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What DevRel community can learn about “Mozilla & the Rebel Alliance” report

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Few months ago Mozilla launched Mozilla & the Rebel Alliance , an interactive network representation of Mozilla’s contributor communities (also available as PDF file). This report has a lot of insights  for anyone involved in developer community building, such as DevRel.

Two pain points highlighted during our conversations with DevRel people were:

  1. How to identify key developers for specific campaigns (e.g recruitment, championship programs, etc)
  2. How do developers interact across the different platforms used by the developer community

Do you want to know how Mozilla has addressed them? Here are three learnings you can take from this report:

1. Using software development community models to define key developer segments

Coming up with a standard community model has been a pain in the neck, and DevRel Community is always working on new ideas. However, whether your team is reporting to marketing,  support or engineering, you have been hired as a DevRel to build relations with developers (as Mary Thengvall would say, “everything is about connecting people!”)

In order to know your developers, you need to know where they are and how they interact with the project or software you are in charge of.

This means understanding where your community is on the different steps of the journey. Not only how they have known about the software and if they are using it, but how engaged they are, how satisfied they are, etc.   You need to know what kind of developer community you have.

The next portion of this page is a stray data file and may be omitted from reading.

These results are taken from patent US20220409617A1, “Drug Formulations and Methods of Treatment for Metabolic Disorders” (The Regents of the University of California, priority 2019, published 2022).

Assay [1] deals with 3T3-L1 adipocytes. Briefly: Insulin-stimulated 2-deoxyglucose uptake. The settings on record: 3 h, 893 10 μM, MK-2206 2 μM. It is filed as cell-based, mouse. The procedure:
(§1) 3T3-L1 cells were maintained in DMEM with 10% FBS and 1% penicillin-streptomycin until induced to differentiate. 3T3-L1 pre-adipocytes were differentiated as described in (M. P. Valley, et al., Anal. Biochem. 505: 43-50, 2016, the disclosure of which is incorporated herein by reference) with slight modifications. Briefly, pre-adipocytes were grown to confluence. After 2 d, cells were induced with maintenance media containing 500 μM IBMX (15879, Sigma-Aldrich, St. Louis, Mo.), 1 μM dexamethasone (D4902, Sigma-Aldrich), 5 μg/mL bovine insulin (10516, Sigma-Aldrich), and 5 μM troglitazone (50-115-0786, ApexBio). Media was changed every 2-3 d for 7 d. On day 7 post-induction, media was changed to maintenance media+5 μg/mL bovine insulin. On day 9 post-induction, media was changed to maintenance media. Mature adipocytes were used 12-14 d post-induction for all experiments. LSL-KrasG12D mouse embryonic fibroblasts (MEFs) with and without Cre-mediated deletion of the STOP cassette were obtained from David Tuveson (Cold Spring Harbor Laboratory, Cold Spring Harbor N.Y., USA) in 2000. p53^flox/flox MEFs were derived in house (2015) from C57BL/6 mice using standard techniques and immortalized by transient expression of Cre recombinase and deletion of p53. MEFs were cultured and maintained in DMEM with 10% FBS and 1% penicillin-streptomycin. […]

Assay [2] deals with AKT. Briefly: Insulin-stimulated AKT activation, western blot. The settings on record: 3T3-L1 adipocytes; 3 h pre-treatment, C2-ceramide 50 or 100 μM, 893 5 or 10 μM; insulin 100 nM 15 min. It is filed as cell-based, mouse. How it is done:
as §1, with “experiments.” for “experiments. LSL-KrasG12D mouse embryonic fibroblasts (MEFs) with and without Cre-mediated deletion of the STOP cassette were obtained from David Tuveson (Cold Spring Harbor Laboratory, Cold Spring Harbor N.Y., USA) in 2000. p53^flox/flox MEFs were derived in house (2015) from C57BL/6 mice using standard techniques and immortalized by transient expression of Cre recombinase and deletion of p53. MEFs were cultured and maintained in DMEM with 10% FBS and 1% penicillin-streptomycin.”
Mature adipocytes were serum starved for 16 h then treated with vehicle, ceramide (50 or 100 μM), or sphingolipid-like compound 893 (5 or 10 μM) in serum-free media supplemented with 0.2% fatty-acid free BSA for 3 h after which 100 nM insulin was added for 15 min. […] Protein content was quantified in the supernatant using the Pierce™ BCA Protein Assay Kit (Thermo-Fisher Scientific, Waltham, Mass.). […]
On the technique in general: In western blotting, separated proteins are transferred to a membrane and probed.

These questions can be answered by looking at your community as contributors segments, avoiding limiting your efforts by just using marketing models (the infamous marketing funnel), that will cover a small proportion of your full potential as a DevRel specialist.

This was exactly what Mozillians did in their analysis: They defined their community with 4 key contributor segments: Visitor, casual, regular and core

Key contributor segments can help define contributor types we can engage and evaluate with more specificity. Segmentation can also help us pinpoint where there are areas of concern, such as a ratio among the contributor segments that’s potentially worrisome over time . For example, a community with a large number of casual contributors, low retention, and a very small number of regular and core contributors might indicate a possible systemic issue: what’s stopping casual contributors from becoming regular and core contributors?


Screenshot_2020-05-20 Mozilla-Rebel-Alliance-Report-2020 pdf
Image source: Mozilla & the Rebell Aliance Report

Contributors were defined as core, casual, or regular if they have made a certain threshold of contributions over their lifetime of contribution to that particular platform. The segment definitions were developed based on all contributions to the platform, including employee contributions .

Mozilla found out that there were contributors who didn’t participate much, with five or less registered contributions over their lifetime . Thus, they defined a fourth segment, the ‘visitor’ segment, similarly for all platforms – up to 5 lifetime contributions to a particular platform.

Image source: Mozilla’s interactive network

Bonus point: Commercial contributions

Moreover, Mozilla looked for strategic commercial collaborators activity